The Danger of a Veiled Life

For people will be lovers of self, lovers of money, proud, arrogant, abusive, disobedient to their parents, ungrateful, unholy, heartless, unappeasable, slanderous, without self-control, brutal, not loving good, treacherous, reckless, swollen with conceit, lovers of pleasure rather than lovers of God, having the appearance of godliness, but denying its power. II Timothy 3:2-5

When I was in school I studied a short story by Nathaniel Hawthorne (he is most famous for the novel “The Scarlet Letter”). The story was called “The Minister’s Black Veil” – it tells of a preacher who wears a black veil covering his face. It is interesting to see the response he gets from the town and his parishioners. I have always liked the story because it makes me think of how most of us live – a veiled and hidden life. At the end of the story Mr. Hooper is dying and breathes these profound words:

“Why do you tremble at me alone?” cried he, turning his veiled face round the circle of pale spectators. “Tremble also at each other! Have men avoided me, and women shown no pity, and children screamed and fled, only for my black veil? What, but the mystery which it obscurely typifies, has made this piece of crape so awful? When the friend shows his inmost heart to his friend; the lover to his best beloved; when man does not vainly shrink from the eye of his Creator, loathsomely treasuring up the secret of his sin; then deem me a monster, for the symbol beneath which I have lived, and die! I look around me, and, lo! on every visage a Black Veil!”

The minister very pointedly tells those at his side that everyone is wearing a veil. Let’s face it, we live in a society that encourages wearing a veil and living a veiled life. No one talks about the issues they face and they “put on” superficial glitter. Most of us are aware of this superficiality; we live with it every day. Some play into it and others do not, but it is clearly part of the accepted social norm. And looking back to the verses written by Paul to Timothy, while the long list of vices is certainly a part of our culture, I am in particular concerned about the form of godliness. This religious form of godliness plagues our nation as we continue to look and appeal to appearances instead of purifying our hearts. C. H. Spurgeon in one of his sermons had this to say about a form of godliness:

You cannot make a Judas except out of an Apostle. The eminently good in outward form, when without inward life, decays into the foulest thing under Heaven. You cannot wonder that these are called “perilous times,” in which such characters abound. One Judas is an awful weight for this poor globe to bear but a tribe of them must be a peril, indeed. Yet, if not of the very worst order, those are enough to be dreaded who have the shadow of religion without its substance.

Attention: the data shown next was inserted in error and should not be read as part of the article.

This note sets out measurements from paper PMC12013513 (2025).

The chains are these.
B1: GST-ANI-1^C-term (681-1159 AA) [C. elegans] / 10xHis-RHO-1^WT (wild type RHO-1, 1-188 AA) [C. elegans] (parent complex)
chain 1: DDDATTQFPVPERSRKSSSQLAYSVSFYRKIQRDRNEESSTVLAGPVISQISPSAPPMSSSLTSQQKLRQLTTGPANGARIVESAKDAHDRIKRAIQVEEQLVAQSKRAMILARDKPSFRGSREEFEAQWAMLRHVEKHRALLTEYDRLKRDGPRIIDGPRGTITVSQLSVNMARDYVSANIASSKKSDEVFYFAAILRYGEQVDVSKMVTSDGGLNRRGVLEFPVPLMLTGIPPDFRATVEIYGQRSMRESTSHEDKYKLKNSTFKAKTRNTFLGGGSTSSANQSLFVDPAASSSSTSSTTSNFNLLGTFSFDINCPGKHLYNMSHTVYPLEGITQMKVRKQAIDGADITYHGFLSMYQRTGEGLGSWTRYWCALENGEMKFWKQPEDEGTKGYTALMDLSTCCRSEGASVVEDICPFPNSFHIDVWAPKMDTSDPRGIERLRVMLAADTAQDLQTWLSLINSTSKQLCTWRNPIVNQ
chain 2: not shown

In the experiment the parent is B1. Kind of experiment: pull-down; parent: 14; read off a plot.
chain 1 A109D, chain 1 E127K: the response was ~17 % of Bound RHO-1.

In the middle of Hawthorne’s story the minister says to his wife, “There is an hour to come when all of us shall cast aside our veils.” While it is clear he is referring to death, I think this idea is a lot of our problem. We tend to think that on this side of Heaven we are destined to live with the plagues of this life. While we are an imperfect people pursing a great God, scripture is clear about what type of life we should lead through Christ. A very big life filled with the abundance of Jesus. “I have come that they may have life, and that they may have it more abundantly.” (John 10:10)

It doesn’t follow that Christians, filled with the Holy Spirit, will live a veiled life. For the revelation of Christ is so wonderful and full of life – He is the great I AM. And through the revelatory experience of knowing Him, the sickness in our lives is exposed. Not just our sin, but hidden things we didn’t even realize – thought patterns, painful experiences forgotten, how we live out what we believe. Knowing God reveals all, nothing is hidden. And yet, this is the opposite of what we often see in our lives. If we understand what Jesus has said, then we must conclude that any life covered with a veil is not the life God has called us to. We are to open the doors of our heart and allow him to flood our soul with His abundant life, freeing us completely. The veil has been lifted.

At that moment the curtain of the temple was torn in two from top to bottom. The earth shook and the rocks split. The tombs broke open and the bodies of many holy people who had died were raised to life. They came out of the tombs, and after Jesus’ resurrection they went into the holy city and appeared to many people.” (Matt. 27:51-53)

Imagine it, at the moment Christ gave up his spirit on the cross, the veil was torn in two (top to bottom – what no man could do), and an earthquake followed. And with this dramatic event, the tombs of the righteous broke open (how would you like to see that), and after the resurrection they are walking around and talking to people. Ok, hang on to this, Jesus has come to give us an abundant life, life to the fullest. He rips the veil in two, what separates us from God, opening up a direct relationship to him. We have moved from the dead to the living – raised to life. By ripping off the veil, Christ has broken open our tombs and raised us up to live life to the fullest. But don’t miss the last part – we are to walk around (full of his glorious life) and “appear” to people (go to and fro, talk with them). This is totally contrary to living life plagued with veils – hiding our faces behind the veils of this human life. Stop denying the power of God with a form of godliness – come up out of your tomb, and appear to many people, filled with the resurrection life of the great I AM.


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